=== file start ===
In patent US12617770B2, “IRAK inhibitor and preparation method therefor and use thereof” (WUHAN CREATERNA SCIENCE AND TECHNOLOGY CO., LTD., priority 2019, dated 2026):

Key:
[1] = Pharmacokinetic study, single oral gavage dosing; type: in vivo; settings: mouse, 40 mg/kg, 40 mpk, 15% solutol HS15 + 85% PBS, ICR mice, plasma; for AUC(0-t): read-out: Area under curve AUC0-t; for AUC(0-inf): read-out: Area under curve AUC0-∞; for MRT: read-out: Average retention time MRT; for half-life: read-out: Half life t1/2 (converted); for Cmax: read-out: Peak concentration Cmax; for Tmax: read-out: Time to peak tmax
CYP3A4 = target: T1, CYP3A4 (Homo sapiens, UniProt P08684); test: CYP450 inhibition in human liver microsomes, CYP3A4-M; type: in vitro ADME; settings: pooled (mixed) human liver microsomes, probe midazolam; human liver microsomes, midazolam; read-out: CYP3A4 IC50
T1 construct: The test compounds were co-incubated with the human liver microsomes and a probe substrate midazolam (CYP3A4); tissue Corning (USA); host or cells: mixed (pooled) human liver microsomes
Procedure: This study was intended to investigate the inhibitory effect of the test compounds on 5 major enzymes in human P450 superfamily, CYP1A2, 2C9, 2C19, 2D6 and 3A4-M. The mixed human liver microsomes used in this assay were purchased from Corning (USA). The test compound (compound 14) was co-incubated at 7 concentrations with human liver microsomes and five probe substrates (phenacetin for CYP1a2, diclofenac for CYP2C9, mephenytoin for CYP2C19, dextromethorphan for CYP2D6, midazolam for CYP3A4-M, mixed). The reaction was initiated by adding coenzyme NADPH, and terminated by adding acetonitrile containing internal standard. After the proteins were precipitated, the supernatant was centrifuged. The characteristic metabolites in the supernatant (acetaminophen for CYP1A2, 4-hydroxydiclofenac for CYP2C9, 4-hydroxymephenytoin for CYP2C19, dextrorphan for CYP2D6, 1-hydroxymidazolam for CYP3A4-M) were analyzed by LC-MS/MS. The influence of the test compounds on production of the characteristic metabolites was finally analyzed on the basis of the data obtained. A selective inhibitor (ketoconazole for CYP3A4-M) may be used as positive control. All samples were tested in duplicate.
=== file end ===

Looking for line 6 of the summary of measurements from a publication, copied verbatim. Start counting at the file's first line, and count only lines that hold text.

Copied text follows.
Procedure: This study was intended to investigate the inhibitory effect of the test compounds on 5 major enzymes in human P450 superfamily, CYP1A2, 2C9, 2C19, 2D6 and 3A4-M. The mixed human liver microsomes used in this assay were purchased from Corning (USA). The test compound (compound 14) was co-incubated at 7 concentrations with human liver microsomes and five probe substrates (phenacetin for CYP1a2, diclofenac for CYP2C9, mephenytoin for CYP2C19, dextromethorphan for CYP2D6, midazolam for CYP3A4-M, mixed). The reaction was initiated by adding coenzyme NADPH, and terminated by adding acetonitrile containing internal standard. After the proteins were precipitated, the supernatant was centrifuged. The characteristic metabolites in the supernatant (acetaminophen for CYP1A2, 4-hydroxydiclofenac for CYP2C9, 4-hydroxymephenytoin for CYP2C19, dextrorphan for CYP2D6, 1-hydroxymidazolam for CYP3A4-M) were analyzed by LC-MS/MS. The influence of the test compounds on production of the characteristic metabolites was finally analyzed on the basis of the data obtained. A selective inhibitor (ketoconazole for CYP3A4-M) may be used as positive control. All samples were tested in duplicate.